October 2008

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alex's life book

  • In early 2006, I began creating a life book for my daughter, Alex. Click here for links to articles describing my experience.
  • And for those of you who are more digitally inclined, in late 2006, I recreated key pages of Alex's lifebook for an article I wrote for AlphaMom, using Scrapblog.

    You can see the final digital result (and leave comments, if you'd like!) here.

what's been on my nikon lately

  • And you can view my favourites here.

if i'm not here, i'm here

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This is a thinker...I read the book a few years back while pregnant with my second son. It sure generated a lot of emotions because my father was awaiting his second organ transplant but would not sacrifice his livelihood so he was also still working fulltime as if nothing was happening. Obviously the book was touching because I remember so much about who I was, where I was, and what I was doing while I read it.

I think you have summarized the most important lesson we have to learn, how to love one another, take away everything and the only that can make you whole is love, and the ability to love.


Stephanie is right; you hit on the most important life-lesson already. To love people. We can get so caught up in work and responsibility, that we forget that nurturing the people we love is THE most important thing we can do. Jobs will come and go. Houses that are clean will get dirty again. But hurt a person and it take s much longer to heal and they will never be quite the same.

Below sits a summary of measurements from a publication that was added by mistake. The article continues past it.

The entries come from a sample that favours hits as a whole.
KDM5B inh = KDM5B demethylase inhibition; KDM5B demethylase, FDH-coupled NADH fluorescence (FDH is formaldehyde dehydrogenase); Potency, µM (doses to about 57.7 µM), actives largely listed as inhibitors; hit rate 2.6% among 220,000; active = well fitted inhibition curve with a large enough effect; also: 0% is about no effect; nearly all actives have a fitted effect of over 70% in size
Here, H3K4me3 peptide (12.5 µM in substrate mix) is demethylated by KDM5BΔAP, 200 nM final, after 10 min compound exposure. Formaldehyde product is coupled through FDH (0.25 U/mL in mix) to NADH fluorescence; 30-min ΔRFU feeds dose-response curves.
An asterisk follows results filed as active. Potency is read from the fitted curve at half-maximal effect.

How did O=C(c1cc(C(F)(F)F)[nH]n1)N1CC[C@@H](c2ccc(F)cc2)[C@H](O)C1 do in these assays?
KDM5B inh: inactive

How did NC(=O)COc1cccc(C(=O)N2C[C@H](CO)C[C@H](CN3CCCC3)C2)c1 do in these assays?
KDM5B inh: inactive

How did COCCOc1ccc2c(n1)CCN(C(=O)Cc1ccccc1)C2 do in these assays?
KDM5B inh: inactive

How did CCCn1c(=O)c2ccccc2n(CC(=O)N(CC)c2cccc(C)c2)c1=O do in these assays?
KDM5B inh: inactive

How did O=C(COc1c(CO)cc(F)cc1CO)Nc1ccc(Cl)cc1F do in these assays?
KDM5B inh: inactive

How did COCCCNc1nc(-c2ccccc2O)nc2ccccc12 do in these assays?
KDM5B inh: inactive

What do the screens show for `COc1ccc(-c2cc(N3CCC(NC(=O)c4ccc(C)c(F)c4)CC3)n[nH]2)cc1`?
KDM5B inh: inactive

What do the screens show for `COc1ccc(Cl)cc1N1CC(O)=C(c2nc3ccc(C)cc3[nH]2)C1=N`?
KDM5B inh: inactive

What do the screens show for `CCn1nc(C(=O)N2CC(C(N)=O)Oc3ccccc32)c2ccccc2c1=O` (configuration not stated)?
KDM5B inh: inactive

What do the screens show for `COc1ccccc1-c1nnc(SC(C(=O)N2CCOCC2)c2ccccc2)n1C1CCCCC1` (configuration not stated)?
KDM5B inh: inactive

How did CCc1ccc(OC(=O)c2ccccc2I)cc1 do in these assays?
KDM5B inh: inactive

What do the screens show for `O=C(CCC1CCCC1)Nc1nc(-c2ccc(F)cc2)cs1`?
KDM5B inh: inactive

I try to be present in our lives and try very hard to not hurt those that I love (and even those that I don't). I don't always succeed and sometimes I have to tell people that the things they say or do hurt ME, but at least I'm trying to recognize when things should be corrected.


When I read that book about a year ago, I told my husband it's a book that everyone should read.

I was very impressed by the message(s) in that book.



"Tuesdays with Morrie" is one of my favorite books and I gave it to everyone for Christmas the year that I read it. So glad you discovered it.


I thought it was "Love everyone," for a long time. Then I amended it to, "Love them anyways."

Special thanks to Mother Teresa for her "Anyways" philosophy.


A few of the hydrangeas are still blooming here in Vancouver and I love it! They are a most amazing flower. This past week, somebody at our church here talked about praying every day for God to give him love for everyone and everything around him, and that was all he was asking for. I loved that idea. The capacity for giving love is astounding, if you find a way to tap into it. What a beautiful thing to teach our children.


I loved that book too. Simple, sweet and wise. I read it when I was in college, in the bookstore, since I couldn't afford to buy it myself. Maybe now that I can, I will get myself a copy to reread when the moment calls for a reminder.

I am glad you are feeling better about the gymnastics situation, a very tricky situations to be in. The school has handled it so well. And so have you.


In the years of ART leading up to our daughter, I found myself questioning every single expectation I would have of an eventual child. And in the end, it came down to this, which is all I hope to pass on to Polly and Jack: be kind (bone-deep kind), and know how to make yourself happy.
That's it. If they have those two things, the rest will follow.


My parents had an arranged marriage. They met once. The second time they met was on their engagement party, and the third time was on their wedding.